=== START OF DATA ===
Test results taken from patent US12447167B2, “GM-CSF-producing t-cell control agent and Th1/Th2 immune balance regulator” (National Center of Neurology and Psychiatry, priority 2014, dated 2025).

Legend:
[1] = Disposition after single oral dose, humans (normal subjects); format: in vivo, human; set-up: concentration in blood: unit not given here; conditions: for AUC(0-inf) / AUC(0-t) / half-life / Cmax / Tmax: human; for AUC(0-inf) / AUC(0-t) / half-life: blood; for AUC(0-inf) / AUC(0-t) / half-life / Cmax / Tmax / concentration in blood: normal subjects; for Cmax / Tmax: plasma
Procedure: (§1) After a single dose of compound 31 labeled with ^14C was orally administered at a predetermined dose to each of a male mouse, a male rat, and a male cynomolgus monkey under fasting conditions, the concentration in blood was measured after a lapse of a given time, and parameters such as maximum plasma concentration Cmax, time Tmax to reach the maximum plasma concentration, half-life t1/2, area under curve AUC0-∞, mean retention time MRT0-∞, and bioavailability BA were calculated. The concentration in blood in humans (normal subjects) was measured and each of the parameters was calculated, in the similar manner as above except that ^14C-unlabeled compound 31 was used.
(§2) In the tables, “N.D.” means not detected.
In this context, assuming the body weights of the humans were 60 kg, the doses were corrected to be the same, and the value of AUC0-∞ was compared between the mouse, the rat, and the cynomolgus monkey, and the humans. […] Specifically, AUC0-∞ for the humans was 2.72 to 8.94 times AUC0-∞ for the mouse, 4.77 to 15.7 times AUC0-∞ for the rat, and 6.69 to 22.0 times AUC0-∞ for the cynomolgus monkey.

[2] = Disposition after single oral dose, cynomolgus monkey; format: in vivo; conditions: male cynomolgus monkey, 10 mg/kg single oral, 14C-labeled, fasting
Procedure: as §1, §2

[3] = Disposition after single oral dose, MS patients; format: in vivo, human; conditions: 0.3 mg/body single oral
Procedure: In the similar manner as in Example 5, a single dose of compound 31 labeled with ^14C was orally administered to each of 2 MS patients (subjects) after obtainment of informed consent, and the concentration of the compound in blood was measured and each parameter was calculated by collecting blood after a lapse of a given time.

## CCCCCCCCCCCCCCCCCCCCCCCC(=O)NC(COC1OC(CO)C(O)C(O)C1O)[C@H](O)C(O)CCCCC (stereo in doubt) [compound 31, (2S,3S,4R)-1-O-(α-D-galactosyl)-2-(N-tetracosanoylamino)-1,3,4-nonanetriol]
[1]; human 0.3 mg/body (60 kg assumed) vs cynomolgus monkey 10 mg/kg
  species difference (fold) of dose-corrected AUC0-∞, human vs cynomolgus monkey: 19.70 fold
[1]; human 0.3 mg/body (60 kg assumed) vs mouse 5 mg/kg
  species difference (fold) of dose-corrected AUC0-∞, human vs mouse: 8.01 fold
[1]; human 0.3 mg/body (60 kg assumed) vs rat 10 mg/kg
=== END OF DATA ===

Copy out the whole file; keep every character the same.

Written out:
Test results taken from patent US12447167B2, “GM-CSF-producing t-cell control agent and Th1/Th2 immune balance regulator” (National Center of Neurology and Psychiatry, priority 2014, dated 2025).

Legend:
[1] = Disposition after single oral dose, humans (normal subjects); format: in vivo, human; set-up: concentration in blood: unit not given here; conditions: for AUC(0-inf) / AUC(0-t) / half-life / Cmax / Tmax: human; for AUC(0-inf) / AUC(0-t) / half-life: blood; for AUC(0-inf) / AUC(0-t) / half-life / Cmax / Tmax / concentration in blood: normal subjects; for Cmax / Tmax: plasma
Procedure: (§1) After a single dose of compound 31 labeled with ^14C was orally administered at a predetermined dose to each of a male mouse, a male rat, and a male cynomolgus monkey under fasting conditions, the concentration in blood was measured after a lapse of a given time, and parameters such as maximum plasma concentration Cmax, time Tmax to reach the maximum plasma concentration, half-life t1/2, area under curve AUC0-∞, mean retention time MRT0-∞, and bioavailability BA were calculated. The concentration in blood in humans (normal subjects) was measured and each of the parameters was calculated, in the similar manner as above except that ^14C-unlabeled compound 31 was used.
(§2) In the tables, “N.D.” means not detected.
In this context, assuming the body weights of the humans were 60 kg, the doses were corrected to be the same, and the value of AUC0-∞ was compared between the mouse, the rat, and the cynomolgus monkey, and the humans. […] Specifically, AUC0-∞ for the humans was 2.72 to 8.94 times AUC0-∞ for the mouse, 4.77 to 15.7 times AUC0-∞ for the rat, and 6.69 to 22.0 times AUC0-∞ for the cynomolgus monkey.

[2] = Disposition after single oral dose, cynomolgus monkey; format: in vivo; conditions: male cynomolgus monkey, 10 mg/kg single oral, 14C-labeled, fasting
Procedure: as §1, §2

[3] = Disposition after single oral dose, MS patients; format: in vivo, human; conditions: 0.3 mg/body single oral
Procedure: In the similar manner as in Example 5, a single dose of compound 31 labeled with ^14C was orally administered to each of 2 MS patients (subjects) after obtainment of informed consent, and the concentration of the compound in blood was measured and each parameter was calculated by collecting blood after a lapse of a given time.

## CCCCCCCCCCCCCCCCCCCCCCCC(=O)NC(COC1OC(CO)C(O)C(O)C1O)[C@H](O)C(O)CCCCC (stereo in doubt) [compound 31, (2S,3S,4R)-1-O-(α-D-galactosyl)-2-(N-tetracosanoylamino)-1,3,4-nonanetriol]
[1]; human 0.3 mg/body (60 kg assumed) vs cynomolgus monkey 10 mg/kg
  species difference (fold) of dose-corrected AUC0-∞, human vs cynomolgus monkey: 19.70 fold
[1]; human 0.3 mg/body (60 kg assumed) vs mouse 5 mg/kg
  species difference (fold) of dose-corrected AUC0-∞, human vs mouse: 8.01 fold
[1]; human 0.3 mg/body (60 kg assumed) vs rat 10 mg/kg